IoT security remains an issue, with new attacks and vulnerabilities uncovered.
In addition to recent IoT-device driven cyberattacks in Liberia, smart lights from Philips Lighting were recently hacked by drone.
Researchers from the Weizmann Institute of Science and Dalhousie University successfully hacked Philips Hue smart light bulbs remotely by flying a drone near the building in which the lights were housed. The team also did so without needing to connect their drone-mounted hacking device to the network that the lights were connected to.
Along with loading malware onto the connected light bulbs remotely, the researchers found a vulnerability that could enable that malware to spread from one bulb to the next wirelessly, based on physical proximity and without the need to be connected to the same network.
The researchers caution that a cybercriminal could gain control over an entire city's worth of connected lights by simply plugging in one light bulb that is physically close enough to communicate with another lightbulb, which is close enough to communicate with another light bulb, and so on.
For this to work effectively, a certain critical mass of installed connected light bulbs would need to be in place, which the researchers estimate is already the case in some cities.
The findings of the study have since been communicated to Philips Lighting and an update has been developed to mitigate some of these risks. However, the largest security issues remain in the connectivity standards, not the manufacturer-specific designs, according to the researchers.
Smart lights aren’t the only IoT devices with potential security flaws, however.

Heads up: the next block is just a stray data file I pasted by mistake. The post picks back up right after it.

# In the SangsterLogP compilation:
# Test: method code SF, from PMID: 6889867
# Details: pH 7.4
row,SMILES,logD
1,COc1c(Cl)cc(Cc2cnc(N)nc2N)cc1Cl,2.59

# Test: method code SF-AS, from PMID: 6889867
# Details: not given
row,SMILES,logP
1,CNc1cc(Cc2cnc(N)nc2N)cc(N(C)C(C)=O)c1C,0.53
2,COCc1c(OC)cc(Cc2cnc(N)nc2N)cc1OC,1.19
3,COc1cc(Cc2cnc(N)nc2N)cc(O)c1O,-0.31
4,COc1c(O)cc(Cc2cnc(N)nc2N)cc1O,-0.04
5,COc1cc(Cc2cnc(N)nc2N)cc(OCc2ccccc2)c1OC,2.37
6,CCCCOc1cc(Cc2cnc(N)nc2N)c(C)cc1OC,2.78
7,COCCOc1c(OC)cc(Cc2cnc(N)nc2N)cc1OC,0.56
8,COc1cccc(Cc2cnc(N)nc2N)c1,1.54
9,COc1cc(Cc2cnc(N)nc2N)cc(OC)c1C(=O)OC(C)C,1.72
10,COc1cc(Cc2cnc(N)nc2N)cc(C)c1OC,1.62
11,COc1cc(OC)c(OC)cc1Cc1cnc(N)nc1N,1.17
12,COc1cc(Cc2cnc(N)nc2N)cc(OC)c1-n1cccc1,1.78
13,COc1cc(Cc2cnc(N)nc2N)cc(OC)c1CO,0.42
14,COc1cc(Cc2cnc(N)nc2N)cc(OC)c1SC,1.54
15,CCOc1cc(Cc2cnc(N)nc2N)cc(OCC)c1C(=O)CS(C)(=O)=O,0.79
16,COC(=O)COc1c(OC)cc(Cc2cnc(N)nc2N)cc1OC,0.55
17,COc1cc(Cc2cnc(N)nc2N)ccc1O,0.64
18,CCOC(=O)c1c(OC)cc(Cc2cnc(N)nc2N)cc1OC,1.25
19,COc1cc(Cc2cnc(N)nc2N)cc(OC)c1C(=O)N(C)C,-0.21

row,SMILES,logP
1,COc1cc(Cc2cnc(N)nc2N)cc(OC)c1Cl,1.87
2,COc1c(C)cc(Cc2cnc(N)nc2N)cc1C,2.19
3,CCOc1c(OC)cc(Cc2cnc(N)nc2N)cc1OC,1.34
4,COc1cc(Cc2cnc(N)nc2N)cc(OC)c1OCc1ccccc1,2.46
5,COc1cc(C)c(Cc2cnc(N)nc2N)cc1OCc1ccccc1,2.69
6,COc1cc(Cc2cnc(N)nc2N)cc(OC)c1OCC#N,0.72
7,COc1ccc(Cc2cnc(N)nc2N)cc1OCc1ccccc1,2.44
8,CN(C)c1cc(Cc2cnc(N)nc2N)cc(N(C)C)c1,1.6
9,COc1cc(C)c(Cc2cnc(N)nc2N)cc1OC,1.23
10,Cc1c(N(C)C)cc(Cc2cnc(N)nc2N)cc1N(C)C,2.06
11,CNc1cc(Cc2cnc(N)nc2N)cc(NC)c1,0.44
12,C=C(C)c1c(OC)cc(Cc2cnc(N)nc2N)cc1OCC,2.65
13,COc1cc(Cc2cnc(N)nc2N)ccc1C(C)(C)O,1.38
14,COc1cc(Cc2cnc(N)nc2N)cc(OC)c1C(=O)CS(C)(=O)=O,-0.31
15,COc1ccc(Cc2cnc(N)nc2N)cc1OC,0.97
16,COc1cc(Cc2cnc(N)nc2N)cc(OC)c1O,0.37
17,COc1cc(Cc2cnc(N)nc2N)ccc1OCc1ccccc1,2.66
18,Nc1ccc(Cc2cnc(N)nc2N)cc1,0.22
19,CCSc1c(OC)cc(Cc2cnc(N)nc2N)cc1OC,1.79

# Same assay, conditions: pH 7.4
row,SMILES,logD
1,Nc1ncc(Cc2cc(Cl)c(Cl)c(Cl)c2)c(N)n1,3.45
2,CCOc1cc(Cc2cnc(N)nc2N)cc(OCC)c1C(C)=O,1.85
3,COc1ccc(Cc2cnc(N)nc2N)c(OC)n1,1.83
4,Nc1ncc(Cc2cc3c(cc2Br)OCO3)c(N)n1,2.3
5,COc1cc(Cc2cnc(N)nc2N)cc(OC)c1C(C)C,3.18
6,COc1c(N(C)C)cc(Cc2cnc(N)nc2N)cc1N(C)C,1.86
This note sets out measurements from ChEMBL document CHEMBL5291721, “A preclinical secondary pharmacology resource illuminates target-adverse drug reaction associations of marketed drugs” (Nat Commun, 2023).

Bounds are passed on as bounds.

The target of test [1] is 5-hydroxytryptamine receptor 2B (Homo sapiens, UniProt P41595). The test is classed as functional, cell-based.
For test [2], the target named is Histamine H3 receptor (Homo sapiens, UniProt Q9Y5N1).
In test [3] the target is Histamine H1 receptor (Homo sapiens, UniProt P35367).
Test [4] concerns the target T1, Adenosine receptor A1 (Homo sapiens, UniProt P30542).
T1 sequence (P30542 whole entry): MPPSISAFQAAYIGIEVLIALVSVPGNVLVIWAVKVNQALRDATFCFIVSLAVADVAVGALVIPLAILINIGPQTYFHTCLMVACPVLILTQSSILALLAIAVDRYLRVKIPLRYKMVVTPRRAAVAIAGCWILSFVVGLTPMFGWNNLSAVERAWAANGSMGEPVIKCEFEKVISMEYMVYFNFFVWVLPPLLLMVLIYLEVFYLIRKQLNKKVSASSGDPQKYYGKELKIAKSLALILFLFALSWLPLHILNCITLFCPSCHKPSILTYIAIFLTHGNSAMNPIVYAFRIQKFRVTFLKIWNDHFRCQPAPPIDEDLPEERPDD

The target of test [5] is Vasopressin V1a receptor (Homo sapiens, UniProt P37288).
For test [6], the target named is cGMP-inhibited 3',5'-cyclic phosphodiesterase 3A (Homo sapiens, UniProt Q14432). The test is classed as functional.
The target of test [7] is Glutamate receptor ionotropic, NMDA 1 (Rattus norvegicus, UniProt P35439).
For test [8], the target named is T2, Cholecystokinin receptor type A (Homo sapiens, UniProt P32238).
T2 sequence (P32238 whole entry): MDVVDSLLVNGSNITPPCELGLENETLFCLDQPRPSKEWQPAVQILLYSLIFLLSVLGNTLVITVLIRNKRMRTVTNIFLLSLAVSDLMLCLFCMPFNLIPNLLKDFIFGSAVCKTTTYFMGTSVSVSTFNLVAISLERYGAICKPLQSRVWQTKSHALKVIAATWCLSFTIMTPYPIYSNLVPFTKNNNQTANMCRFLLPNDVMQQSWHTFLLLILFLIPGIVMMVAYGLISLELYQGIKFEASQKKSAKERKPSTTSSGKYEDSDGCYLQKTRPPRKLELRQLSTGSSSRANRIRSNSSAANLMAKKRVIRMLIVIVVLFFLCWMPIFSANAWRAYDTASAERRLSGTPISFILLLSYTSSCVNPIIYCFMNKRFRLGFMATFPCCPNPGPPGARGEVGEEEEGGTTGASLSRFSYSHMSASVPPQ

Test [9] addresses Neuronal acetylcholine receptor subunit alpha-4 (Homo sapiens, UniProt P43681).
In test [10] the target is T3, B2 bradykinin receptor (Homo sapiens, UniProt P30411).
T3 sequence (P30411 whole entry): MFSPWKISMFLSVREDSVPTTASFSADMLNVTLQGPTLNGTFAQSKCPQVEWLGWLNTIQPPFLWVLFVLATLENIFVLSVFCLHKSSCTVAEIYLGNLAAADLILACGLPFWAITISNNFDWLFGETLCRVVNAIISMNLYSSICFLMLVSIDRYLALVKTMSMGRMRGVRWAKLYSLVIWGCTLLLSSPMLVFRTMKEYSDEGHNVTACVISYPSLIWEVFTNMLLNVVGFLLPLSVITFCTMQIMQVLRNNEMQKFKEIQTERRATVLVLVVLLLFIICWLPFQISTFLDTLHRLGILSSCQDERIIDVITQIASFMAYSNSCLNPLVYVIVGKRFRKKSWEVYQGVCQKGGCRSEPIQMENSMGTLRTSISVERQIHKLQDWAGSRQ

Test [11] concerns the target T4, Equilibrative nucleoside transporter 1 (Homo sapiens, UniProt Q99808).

After recent cyberattacks that took control of more than a million IoT devices and turned them to attack major servers in the U.S., the same hacker appears to be testing similar attacks on the country of Liberia.
The new attacks used the same large-scale ‘botnet’ of compromised IoT devices, such as network-connected cameras and DVRs, to attack the two major telecommunications companies that provide internet in Liberia and other African nations, according to a report by cybersecurity professional Kevin Beaumont.
Throughout the course of a few days, the attacker targeted and disrupted the internet in Liberia for short periods of time.
BuzzFeed News reports that the attack did not fully stop the internet connectivity across the entire country of Liberia, citing that Dyn (the target of the U.S. attack) has monitored internet traffic in Liberia and did not see any sustained interruptions.
Unlike the attacks in the U.S., the nature of these attacks appear to be to test the capabilities of this type of IoT-driven cyberattack, according to Beaumont.
“The attacks are extremely worrying because they suggest a Mirai operator who has enough capacity to seriously impact systems in a nation state,” Beaumont reported.